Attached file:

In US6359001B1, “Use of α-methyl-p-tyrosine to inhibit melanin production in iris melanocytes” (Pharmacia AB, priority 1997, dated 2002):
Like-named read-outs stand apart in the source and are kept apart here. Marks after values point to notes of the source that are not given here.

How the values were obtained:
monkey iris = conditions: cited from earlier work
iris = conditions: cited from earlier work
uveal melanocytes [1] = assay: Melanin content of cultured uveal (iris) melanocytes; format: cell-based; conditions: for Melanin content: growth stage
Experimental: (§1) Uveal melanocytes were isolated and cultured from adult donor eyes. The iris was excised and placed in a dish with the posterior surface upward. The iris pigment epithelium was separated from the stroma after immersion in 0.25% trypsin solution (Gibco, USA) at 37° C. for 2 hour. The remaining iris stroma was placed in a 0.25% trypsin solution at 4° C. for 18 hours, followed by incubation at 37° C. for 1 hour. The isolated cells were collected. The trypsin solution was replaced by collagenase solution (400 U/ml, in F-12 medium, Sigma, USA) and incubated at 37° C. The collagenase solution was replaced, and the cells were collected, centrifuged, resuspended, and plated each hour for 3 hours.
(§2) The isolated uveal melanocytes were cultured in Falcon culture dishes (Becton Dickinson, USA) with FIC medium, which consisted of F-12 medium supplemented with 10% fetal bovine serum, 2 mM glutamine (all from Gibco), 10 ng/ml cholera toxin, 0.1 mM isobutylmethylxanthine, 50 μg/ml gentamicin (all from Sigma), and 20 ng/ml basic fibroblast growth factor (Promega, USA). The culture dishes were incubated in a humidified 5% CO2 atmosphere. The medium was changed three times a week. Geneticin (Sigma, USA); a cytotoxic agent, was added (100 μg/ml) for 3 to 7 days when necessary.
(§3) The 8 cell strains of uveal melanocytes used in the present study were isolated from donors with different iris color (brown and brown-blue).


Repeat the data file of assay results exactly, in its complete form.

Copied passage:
In US6359001B1, “Use of α-methyl-p-tyrosine to inhibit melanin production in iris melanocytes” (Pharmacia AB, priority 1997, dated 2002):
Like-named read-outs stand apart in the source and are kept apart here. Marks after values point to notes of the source that are not given here.

How the values were obtained:
monkey iris = conditions: cited from earlier work
iris = conditions: cited from earlier work
uveal melanocytes [1] = assay: Melanin content of cultured uveal (iris) melanocytes; format: cell-based; conditions: for Melanin content: growth stage
Experimental: (§1) Uveal melanocytes were isolated and cultured from adult donor eyes. The iris was excised and placed in a dish with the posterior surface upward. The iris pigment epithelium was separated from the stroma after immersion in 0.25% trypsin solution (Gibco, USA) at 37° C. for 2 hour. The remaining iris stroma was placed in a 0.25% trypsin solution at 4° C. for 18 hours, followed by incubation at 37° C. for 1 hour. The isolated cells were collected. The trypsin solution was replaced by collagenase solution (400 U/ml, in F-12 medium, Sigma, USA) and incubated at 37° C. The collagenase solution was replaced, and the cells were collected, centrifuged, resuspended, and plated each hour for 3 hours.
(§2) The isolated uveal melanocytes were cultured in Falcon culture dishes (Becton Dickinson, USA) with FIC medium, which consisted of F-12 medium supplemented with 10% fetal bovine serum, 2 mM glutamine (all from Gibco), 10 ng/ml cholera toxin, 0.1 mM isobutylmethylxanthine, 50 μg/ml gentamicin (all from Sigma), and 20 ng/ml basic fibroblast growth factor (Promega, USA). The culture dishes were incubated in a humidified 5% CO2 atmosphere. The medium was changed three times a week. Geneticin (Sigma, USA); a cytotoxic agent, was added (100 μg/ml) for 3 to 7 days when necessary.
(§3) The 8 cell strains of uveal melanocytes used in the present study were isolated from donors with different iris color (brown and brown-blue).